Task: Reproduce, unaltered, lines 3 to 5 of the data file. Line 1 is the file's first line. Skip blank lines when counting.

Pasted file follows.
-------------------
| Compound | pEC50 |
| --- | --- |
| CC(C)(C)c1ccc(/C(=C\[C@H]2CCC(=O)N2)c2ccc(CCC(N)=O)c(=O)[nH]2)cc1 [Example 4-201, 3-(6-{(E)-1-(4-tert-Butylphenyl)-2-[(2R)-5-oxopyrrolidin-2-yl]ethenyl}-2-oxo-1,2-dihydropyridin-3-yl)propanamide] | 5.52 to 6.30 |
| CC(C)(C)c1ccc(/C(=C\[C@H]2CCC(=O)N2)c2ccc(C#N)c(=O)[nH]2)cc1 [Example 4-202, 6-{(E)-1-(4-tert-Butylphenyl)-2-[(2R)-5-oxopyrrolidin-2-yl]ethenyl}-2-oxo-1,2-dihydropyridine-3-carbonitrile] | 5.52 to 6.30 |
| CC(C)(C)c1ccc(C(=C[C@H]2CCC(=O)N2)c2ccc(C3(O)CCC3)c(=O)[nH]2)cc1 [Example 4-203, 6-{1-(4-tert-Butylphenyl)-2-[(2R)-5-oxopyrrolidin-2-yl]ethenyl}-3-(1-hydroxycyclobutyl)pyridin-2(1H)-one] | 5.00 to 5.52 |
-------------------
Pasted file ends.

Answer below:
| CC(C)(C)c1ccc(/C(=C\[C@H]2CCC(=O)N2)c2ccc(CCC(N)=O)c(=O)[nH]2)cc1 [Example 4-201, 3-(6-{(E)-1-(4-tert-Butylphenyl)-2-[(2R)-5-oxopyrrolidin-2-yl]ethenyl}-2-oxo-1,2-dihydropyridin-3-yl)propanamide] | 5.52 to 6.30 |
| CC(C)(C)c1ccc(/C(=C\[C@H]2CCC(=O)N2)c2ccc(C#N)c(=O)[nH]2)cc1 [Example 4-202, 6-{(E)-1-(4-tert-Butylphenyl)-2-[(2R)-5-oxopyrrolidin-2-yl]ethenyl}-2-oxo-1,2-dihydropyridine-3-carbonitrile] | 5.52 to 6.30 |
| CC(C)(C)c1ccc(C(=C[C@H]2CCC(=O)N2)c2ccc(C3(O)CCC3)c(=O)[nH]2)cc1 [Example 4-203, 6-{1-(4-tert-Butylphenyl)-2-[(2R)-5-oxopyrrolidin-2-yl]ethenyl}-3-(1-hydroxycyclobutyl)pyridin-2(1H)-one] | 5.00 to 5.52 |